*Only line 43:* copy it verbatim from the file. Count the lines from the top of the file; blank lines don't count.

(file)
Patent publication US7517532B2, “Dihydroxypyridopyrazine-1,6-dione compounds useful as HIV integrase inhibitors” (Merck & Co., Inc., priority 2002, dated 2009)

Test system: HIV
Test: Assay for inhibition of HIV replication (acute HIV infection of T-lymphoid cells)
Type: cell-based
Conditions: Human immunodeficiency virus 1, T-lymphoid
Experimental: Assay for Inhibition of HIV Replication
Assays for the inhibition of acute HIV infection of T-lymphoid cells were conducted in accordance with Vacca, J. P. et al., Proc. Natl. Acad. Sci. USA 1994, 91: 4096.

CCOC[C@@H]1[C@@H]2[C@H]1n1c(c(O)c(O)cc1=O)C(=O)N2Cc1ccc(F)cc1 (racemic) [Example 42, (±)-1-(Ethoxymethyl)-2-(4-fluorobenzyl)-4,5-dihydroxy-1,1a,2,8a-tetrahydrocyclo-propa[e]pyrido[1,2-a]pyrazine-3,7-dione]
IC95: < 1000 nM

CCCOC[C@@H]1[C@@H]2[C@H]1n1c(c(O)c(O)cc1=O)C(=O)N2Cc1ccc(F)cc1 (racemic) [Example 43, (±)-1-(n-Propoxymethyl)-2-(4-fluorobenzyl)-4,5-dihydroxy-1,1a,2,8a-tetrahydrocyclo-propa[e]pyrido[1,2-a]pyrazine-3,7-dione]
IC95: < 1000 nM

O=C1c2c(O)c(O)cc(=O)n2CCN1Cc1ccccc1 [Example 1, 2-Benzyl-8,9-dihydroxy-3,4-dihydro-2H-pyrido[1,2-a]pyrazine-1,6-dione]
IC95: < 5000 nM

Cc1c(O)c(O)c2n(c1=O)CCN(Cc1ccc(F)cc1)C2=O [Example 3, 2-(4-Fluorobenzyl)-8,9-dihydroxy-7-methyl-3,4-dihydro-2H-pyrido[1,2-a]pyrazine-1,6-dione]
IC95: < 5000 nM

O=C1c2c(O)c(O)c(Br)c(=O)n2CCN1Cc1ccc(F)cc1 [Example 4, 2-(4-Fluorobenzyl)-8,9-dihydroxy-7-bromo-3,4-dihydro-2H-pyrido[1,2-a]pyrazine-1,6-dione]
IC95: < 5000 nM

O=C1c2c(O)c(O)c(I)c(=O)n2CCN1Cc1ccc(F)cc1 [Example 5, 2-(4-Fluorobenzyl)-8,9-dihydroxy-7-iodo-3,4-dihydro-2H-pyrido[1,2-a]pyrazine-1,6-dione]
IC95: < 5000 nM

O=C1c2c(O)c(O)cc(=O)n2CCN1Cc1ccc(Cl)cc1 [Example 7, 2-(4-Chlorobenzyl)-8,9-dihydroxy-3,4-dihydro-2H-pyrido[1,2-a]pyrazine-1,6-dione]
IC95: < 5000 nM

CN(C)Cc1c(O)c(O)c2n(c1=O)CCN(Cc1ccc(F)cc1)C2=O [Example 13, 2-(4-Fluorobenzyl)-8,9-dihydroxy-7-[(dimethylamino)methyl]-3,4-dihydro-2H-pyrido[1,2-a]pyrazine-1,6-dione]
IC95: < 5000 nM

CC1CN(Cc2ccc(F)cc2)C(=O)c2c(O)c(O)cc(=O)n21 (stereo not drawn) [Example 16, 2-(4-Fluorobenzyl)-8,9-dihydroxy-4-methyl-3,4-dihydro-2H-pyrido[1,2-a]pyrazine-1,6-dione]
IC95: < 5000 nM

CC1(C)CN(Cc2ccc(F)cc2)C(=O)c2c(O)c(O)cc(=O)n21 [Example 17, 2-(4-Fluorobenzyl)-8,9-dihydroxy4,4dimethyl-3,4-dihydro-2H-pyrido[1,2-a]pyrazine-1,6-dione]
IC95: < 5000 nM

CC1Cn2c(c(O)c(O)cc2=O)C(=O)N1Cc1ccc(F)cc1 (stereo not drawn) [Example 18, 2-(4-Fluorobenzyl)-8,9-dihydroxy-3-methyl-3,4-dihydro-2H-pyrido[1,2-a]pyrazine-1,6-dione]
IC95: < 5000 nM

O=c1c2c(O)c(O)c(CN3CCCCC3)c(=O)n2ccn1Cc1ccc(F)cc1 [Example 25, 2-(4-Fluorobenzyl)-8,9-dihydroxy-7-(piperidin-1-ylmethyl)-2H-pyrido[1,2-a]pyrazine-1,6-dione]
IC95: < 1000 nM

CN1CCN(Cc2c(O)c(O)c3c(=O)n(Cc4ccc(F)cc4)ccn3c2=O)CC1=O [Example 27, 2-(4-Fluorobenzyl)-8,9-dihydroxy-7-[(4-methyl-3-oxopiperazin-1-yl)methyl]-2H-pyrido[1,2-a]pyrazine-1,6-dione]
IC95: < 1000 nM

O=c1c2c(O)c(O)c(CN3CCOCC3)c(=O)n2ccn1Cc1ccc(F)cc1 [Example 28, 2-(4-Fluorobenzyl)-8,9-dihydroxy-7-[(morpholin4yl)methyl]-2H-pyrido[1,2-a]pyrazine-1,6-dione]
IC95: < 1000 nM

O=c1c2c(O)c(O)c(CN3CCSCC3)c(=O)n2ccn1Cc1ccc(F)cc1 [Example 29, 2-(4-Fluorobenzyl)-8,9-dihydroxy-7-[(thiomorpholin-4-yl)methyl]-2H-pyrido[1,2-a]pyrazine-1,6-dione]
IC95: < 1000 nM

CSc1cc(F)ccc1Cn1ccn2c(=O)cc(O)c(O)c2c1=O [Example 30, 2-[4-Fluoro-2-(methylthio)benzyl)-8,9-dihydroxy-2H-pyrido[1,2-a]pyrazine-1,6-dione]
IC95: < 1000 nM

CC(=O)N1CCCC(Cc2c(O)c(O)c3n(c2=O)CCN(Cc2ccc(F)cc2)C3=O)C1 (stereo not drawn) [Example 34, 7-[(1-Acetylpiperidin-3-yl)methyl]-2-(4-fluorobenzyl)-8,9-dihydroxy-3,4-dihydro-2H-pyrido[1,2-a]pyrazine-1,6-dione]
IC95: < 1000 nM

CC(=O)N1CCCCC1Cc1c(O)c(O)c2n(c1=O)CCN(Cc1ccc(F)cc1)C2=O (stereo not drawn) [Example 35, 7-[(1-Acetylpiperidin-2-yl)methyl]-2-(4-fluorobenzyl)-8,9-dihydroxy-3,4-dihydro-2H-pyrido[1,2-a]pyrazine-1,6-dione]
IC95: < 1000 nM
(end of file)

IC95: < 1000 nM